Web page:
US President Barack Obama has promised that international forces will not "rush for the exits" in Afghanistan, after an American soldier was accused of murdering 16 civilians.
Mr Obama told US television stations that the troops must be withdrawn in a responsible way.
The killings in Kandahar province have strained relations between Afghans and foreign forces.
Afghan MPs passed a motion earlier saying Afghans had run out of patience.
The Taliban has promised revenge attacks. But a tribal elder told the BBC that he would not be calling for protests.
Anti-US sentiment is already high after soldiers burned some copies of the Koran at a Nato base in Kabul last month, sparking deadly riots across the country.
Mr Obama told local CBS station KDKA that the shooting was "absolutely heartbreaking and tragic".
When asked if the incident had made him think that the troop withdrawal should be quickened up, he said: "It makes me more determined to make sure we're getting our troops home."
He added: "What we don't want to do is to do it in a way that is just a rush for the exits."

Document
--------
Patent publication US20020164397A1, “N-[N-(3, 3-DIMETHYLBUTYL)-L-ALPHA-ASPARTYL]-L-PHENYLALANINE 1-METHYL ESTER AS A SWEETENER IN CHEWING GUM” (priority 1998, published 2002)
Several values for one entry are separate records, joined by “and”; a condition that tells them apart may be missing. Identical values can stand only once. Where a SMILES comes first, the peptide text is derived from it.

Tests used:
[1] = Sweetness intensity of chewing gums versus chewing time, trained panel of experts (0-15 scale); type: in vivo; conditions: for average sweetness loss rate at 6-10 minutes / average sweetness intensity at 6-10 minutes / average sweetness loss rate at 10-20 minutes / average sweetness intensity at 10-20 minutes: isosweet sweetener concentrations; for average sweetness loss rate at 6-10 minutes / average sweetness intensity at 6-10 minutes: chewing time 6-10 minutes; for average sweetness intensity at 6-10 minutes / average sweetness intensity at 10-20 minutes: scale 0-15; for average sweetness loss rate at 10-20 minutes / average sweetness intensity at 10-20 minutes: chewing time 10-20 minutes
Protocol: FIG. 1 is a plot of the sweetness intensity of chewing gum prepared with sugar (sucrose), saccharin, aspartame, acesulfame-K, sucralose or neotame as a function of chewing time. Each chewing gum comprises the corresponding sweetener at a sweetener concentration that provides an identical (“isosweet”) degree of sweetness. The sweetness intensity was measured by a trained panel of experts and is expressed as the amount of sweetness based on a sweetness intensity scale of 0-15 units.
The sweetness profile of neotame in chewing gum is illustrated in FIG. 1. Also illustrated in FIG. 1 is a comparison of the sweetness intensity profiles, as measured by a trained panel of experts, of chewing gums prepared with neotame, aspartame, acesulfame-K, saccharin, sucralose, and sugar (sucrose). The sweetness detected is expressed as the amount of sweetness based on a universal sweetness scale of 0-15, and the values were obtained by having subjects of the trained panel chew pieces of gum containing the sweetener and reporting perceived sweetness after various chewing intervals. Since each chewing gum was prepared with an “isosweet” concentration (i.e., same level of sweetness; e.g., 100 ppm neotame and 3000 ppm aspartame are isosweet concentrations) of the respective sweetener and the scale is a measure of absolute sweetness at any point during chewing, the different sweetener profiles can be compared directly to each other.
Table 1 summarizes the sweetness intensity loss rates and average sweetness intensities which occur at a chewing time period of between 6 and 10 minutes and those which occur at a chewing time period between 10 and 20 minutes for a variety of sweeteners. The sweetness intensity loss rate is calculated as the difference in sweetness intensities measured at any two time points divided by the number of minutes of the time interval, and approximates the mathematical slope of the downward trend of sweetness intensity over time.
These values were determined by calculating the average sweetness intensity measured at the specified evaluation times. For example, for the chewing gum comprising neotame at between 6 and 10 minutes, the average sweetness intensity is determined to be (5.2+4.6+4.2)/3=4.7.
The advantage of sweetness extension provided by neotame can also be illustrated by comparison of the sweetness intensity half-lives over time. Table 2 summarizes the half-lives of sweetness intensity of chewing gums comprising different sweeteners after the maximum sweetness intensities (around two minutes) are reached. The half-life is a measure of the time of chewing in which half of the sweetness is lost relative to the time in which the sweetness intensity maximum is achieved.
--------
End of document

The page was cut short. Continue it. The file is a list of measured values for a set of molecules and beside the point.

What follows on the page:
Mr Obama said that international forces had to make sure the Afghans could secure their borders and stop al-Qaeda from getting back into the country.
Details about the shootings are still unclear, but the American soldier left his base in the southern province of Kandahar in the early hours of Sunday.
Witnesses said he tried the doors of several houses, and broke into three, shooting and killing anyone he found. Most of the dead were women and children.
The soldier later turned himself in to military authorities, and is in custody.
Pentagon officials said they would not release his name while the investigation was going on.
Reports said the soldier was in his 30s with three children.